Black worker leaders also see huge opportunities for addressing the care crisis that has hit their communities particularly hard. Black workers make up 23 percent of all home health care jobs (nearly double their share of the U.S. workforce), which tend to be poorly paid with no benefits. President Biden has proposed $400 billion to support living wage jobs in this sector and billions more to provide subsidized child care and paid family and medical leave.
Josephine Kalipeni, Deputy Director of Family Values at Work, sees such investments as critical tools to “disrupt generational poverty experienced by Black workers.”
Allison Julien, the We Dream in Black organizer for the National Domestic Workers Alliance, said these proposals would help both care workers and those who need care. “Many Black families are piecing together care for loves ones with little to no additional financial support,” she said.
Kalipeni and Julien’s organizations are part of a “Care Can’t Wait” coalition that is fighting to keep robust care infrastructure investments in the budget deal as it moves through Congress.
Tanya Wallace-Gobern, Executive Director of the National Black Workers Center, hopes the current crisis will create an opening for expanding workplace health and safety standards “beyond trips, slips, and falls” to include protections against racial discrimination, harassment, and violence. These are hardly new problems, but they have surged in a highly polarized political climate that has empowered white supremacists.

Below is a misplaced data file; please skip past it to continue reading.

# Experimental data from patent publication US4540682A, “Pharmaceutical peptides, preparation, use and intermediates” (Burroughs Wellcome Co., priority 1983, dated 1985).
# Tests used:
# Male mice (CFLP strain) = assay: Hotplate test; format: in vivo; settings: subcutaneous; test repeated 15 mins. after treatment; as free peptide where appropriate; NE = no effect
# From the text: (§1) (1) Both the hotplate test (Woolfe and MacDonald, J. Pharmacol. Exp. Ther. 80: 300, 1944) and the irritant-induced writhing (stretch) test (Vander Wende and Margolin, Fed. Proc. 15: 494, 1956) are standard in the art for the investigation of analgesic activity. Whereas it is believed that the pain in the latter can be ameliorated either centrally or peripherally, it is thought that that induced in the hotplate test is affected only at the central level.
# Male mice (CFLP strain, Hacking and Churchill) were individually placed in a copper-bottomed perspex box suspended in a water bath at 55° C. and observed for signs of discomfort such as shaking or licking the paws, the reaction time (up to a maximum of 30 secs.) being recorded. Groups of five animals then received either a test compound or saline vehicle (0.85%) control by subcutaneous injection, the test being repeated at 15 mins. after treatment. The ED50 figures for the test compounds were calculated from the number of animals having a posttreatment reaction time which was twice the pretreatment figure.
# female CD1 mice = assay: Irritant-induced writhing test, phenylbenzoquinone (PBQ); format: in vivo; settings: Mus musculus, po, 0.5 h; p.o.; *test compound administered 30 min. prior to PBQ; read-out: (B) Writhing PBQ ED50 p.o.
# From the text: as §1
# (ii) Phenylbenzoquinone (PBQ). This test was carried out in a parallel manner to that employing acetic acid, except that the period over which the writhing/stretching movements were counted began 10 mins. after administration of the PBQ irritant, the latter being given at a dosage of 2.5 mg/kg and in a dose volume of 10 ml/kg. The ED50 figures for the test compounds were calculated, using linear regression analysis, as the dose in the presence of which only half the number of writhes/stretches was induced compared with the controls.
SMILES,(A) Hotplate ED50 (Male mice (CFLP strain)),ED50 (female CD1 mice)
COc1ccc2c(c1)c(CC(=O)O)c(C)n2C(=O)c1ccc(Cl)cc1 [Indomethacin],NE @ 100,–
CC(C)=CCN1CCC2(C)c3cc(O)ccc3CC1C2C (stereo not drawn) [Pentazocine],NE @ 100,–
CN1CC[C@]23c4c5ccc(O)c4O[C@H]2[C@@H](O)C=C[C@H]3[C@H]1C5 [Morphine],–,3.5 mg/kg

Abusive conditions for restaurant servers have contributed to staffing challenges in many parts of the country. Organizers are working to leverage this to win long-overdue improvements for the restaurant workforce, which is disproportionately people of color.
While these workers have “prepared our food, delivered it to our doorsteps, or brought it to our table, helping our nation to remain safe and healthy while risking themselves, many still earn subminimum wages and have no access to paid leave and health care,” said Dr. Sekou Siby, president and CEO of Restaurant Opportunities Centers (ROC) United.
The mobilizations sparked by police brutality have also strengthened demands on big corporations to go beyond PR buzzwords when it comes to racial justice.
“We cannot let corporations say Black Lives Matter and then give money to decimate the voting rights of Black and Brown voters or fight against union rights or raising the minimum wage,” said Renaye Manley, who chairs the board of the Worker Center for Racial Justice and leads the SEIU capital stewardship program and shared her personal views with us. “We are in the position to call them out and to change behavior in a way that builds power and respect for our communities, and workers.”
None of the Black leaders we spoke to had any illusion that we can fully achieve Black worker justice without the long-term transformative change of our political and economic systems. But they all recognized the momentousness of the moment.
“We will have to answer to future generations about how we responded when it became inarguably clear that our economy doesn’t work for those whose work makes everything else possible,” said Kalipeni of Family Values at Work. “By solving with and for Black workers, especially Black working women, we will create an economy that works for all.”
The nine labor leaders’ full statements on opportunities for advancing Black worker justice.